The First Windows 95 Virus Found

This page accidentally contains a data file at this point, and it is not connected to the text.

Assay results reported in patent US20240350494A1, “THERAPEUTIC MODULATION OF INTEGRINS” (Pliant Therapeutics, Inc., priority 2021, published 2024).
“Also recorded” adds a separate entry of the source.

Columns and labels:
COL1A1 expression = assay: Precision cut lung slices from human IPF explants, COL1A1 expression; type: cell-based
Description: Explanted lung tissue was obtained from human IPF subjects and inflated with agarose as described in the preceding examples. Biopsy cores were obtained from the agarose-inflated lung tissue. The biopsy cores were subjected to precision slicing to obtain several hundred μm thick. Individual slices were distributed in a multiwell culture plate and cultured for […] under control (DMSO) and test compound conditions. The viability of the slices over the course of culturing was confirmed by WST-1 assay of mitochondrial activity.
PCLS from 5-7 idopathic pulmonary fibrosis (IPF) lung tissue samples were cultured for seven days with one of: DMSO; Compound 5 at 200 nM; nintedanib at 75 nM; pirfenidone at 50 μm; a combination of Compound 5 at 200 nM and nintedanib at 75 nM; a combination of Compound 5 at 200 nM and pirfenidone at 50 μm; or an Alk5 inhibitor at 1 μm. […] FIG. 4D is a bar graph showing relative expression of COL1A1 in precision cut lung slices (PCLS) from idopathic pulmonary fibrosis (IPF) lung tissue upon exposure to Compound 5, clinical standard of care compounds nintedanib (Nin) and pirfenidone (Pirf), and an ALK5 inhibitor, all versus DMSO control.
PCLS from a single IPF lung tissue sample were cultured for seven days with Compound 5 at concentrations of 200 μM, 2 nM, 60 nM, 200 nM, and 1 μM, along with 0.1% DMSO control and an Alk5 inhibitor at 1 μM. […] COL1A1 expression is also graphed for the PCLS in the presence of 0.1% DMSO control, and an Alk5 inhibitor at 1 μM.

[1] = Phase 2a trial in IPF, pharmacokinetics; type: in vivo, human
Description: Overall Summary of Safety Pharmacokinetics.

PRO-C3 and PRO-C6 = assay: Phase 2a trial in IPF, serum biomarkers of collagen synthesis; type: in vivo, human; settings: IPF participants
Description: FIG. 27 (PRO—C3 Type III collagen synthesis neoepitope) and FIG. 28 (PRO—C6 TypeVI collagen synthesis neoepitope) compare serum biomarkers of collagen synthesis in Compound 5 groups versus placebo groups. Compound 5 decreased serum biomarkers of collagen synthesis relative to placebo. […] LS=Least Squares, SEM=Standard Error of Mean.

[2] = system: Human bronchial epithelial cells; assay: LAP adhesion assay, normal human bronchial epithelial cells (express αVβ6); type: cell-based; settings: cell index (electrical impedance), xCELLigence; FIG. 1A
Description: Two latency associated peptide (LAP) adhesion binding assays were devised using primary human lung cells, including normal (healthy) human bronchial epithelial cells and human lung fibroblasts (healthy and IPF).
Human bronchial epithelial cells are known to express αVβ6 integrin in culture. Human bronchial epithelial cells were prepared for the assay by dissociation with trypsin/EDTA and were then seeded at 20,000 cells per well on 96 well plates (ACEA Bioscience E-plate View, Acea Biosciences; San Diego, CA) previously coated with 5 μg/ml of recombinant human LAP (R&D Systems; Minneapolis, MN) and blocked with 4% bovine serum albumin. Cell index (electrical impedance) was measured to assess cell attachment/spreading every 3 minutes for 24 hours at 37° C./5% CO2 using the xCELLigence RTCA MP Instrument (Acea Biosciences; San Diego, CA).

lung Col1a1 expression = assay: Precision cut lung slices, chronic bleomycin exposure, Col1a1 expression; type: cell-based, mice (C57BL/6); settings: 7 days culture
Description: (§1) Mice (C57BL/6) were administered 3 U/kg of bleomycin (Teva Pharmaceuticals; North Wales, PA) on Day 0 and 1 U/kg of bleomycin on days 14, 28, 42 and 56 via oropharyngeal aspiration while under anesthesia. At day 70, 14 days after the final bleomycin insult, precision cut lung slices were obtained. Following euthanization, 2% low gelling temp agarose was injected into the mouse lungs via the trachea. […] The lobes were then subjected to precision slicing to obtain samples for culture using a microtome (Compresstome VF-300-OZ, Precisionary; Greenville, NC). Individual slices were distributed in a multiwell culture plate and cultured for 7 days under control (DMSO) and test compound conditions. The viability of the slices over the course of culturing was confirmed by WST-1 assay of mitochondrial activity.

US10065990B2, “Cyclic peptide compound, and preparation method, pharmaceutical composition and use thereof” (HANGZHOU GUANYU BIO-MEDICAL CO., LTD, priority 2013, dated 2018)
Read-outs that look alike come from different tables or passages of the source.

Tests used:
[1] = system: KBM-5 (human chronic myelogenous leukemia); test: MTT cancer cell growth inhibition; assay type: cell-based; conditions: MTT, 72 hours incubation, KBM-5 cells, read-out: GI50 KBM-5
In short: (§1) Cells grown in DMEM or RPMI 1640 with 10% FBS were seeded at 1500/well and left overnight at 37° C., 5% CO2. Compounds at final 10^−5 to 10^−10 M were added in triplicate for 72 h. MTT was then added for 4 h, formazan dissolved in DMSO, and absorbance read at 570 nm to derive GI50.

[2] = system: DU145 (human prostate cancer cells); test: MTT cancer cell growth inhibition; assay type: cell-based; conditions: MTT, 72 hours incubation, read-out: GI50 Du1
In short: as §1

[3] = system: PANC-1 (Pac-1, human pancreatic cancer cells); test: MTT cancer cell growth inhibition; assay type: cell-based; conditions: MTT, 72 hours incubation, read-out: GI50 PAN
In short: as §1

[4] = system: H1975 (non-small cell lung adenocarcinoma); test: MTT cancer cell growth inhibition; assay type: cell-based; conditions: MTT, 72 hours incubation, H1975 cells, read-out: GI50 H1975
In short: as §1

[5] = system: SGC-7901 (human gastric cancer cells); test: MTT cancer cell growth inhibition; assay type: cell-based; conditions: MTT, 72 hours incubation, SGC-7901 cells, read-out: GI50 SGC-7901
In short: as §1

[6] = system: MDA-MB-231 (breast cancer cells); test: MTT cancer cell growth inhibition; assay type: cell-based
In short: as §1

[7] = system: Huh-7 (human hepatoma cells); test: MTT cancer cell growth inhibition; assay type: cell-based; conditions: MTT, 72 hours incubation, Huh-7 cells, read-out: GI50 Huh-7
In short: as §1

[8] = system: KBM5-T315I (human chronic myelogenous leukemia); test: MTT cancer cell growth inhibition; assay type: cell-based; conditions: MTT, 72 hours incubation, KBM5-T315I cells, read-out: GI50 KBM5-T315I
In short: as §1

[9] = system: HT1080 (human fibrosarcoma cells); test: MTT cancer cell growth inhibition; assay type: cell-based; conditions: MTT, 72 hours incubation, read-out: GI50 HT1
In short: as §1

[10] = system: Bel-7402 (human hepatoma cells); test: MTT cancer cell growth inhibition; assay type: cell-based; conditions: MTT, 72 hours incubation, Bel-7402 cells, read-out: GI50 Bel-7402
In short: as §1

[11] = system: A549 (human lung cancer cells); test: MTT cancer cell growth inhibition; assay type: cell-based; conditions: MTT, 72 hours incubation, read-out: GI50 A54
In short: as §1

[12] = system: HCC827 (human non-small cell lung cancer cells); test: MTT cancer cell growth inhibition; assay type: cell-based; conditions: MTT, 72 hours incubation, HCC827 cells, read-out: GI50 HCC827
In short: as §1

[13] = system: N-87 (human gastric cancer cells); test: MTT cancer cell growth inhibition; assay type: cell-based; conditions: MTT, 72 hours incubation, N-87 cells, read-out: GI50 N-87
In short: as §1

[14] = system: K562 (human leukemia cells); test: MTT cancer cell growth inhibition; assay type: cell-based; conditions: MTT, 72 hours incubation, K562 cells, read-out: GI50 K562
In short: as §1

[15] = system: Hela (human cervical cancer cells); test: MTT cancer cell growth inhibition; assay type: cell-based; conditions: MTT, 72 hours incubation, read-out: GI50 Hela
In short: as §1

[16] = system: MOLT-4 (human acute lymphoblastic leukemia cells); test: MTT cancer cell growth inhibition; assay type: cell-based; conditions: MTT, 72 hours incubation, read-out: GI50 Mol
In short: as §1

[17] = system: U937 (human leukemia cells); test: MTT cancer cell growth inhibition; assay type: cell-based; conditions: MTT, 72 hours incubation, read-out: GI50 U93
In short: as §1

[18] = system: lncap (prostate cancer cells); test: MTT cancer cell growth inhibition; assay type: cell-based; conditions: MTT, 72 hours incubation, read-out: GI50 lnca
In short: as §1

The first virus to spread only under the Microsoft Windows 95 operating system was found in January 1996. This virus is of Australian origin. It has not been reported in the wild anywhere in the world, and can not be seen as a serious threat to Windows 95 users. This new virus has been named `Boza'. It infects only Windows Portable Executable EXE files - such files are used by Windows 95 and Windows NT. However, Boza does not infect machines running the Microsoft Windows NT operating system. So far, no viruses written specifically for Windows NT have been found. Whenever an EXE file infected by Boza is run, the virus will infect programs in the current directory. With each execution, one to three EXE files will be infected. After this, Boza executes the code of the original infected file - otherwise the user would notice that something is wrong. Boza does not stay active in memory after execution. For this reason it spreads from one program to another relatively slowly. The actual infection process is fast enough to go undetected in most machines. Boza has no destructive routines but it contains a bug which will in some cases increase an infected EXE file's size by several megabytes. This can reduce free disk space rather quickly. The virus also has an activation routine which displays texts like `The taste of fame just got tastier!' and `From the old school to the new'. This message is shown if the virus is run on the 31st of any month. Boza also contains internal texts like: Please note: the name of this virus is [Bizatch] written by Quantum / VLAD These texts are never displayed. VLAD is a virus-writers' group originating from Australia. Boza's spreading technique resembles some of the early DOS viruses. When the first DOS viruses were found in 1980's, they were very simple compared to some of the currently known polymorphic multipartite fast infecting stealth viruses. It can be expected that a similar evolution will take place with Windows viruses. Boza would be an otherwise totally unremarkable virus, but since it was the first virus which spreads only under Windows 95, it has received a lot of publicity. Boza is unlikely to become a real problem for Windows 95 users. Two minor variants of Boza have also been found. These are named Boza.B and Boza.C. They seem to fix some bugs in original Boza, although the C variant seems to just crash always. These variants have not been found not in the wild, either. F-PROT 2.22 is able to detect the Boza virus.